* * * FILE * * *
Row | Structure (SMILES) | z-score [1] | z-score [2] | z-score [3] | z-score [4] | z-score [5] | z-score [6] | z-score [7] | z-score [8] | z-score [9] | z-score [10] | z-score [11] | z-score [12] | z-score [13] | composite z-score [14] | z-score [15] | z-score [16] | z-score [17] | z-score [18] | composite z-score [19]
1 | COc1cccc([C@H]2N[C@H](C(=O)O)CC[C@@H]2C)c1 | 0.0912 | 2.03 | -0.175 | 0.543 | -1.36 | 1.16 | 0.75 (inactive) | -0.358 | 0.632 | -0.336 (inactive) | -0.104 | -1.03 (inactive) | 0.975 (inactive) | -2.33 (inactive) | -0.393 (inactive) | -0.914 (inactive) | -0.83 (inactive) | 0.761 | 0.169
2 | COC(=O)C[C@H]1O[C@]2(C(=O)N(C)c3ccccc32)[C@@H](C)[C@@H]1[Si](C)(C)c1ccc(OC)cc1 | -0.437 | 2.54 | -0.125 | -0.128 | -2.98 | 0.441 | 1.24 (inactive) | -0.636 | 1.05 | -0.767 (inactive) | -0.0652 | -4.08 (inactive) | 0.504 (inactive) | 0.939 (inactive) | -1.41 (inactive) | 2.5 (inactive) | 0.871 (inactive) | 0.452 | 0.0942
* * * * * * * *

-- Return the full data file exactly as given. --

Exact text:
Row | Structure (SMILES) | z-score [1] | z-score [2] | z-score [3] | z-score [4] | z-score [5] | z-score [6] | z-score [7] | z-score [8] | z-score [9] | z-score [10] | z-score [11] | z-score [12] | z-score [13] | composite z-score [14] | z-score [15] | z-score [16] | z-score [17] | z-score [18] | composite z-score [19]
1 | COc1cccc([C@H]2N[C@H](C(=O)O)CC[C@@H]2C)c1 | 0.0912 | 2.03 | -0.175 | 0.543 | -1.36 | 1.16 | 0.75 (inactive) | -0.358 | 0.632 | -0.336 (inactive) | -0.104 | -1.03 (inactive) | 0.975 (inactive) | -2.33 (inactive) | -0.393 (inactive) | -0.914 (inactive) | -0.83 (inactive) | 0.761 | 0.169
2 | COC(=O)C[C@H]1O[C@]2(C(=O)N(C)c3ccccc32)[C@@H](C)[C@@H]1[Si](C)(C)c1ccc(OC)cc1 | -0.437 | 2.54 | -0.125 | -0.128 | -2.98 | 0.441 | 1.24 (inactive) | -0.636 | 1.05 | -0.767 (inactive) | -0.0652 | -4.08 (inactive) | 0.504 (inactive) | 0.939 (inactive) | -1.41 (inactive) | 2.5 (inactive) | 0.871 (inactive) | 0.452 | 0.0942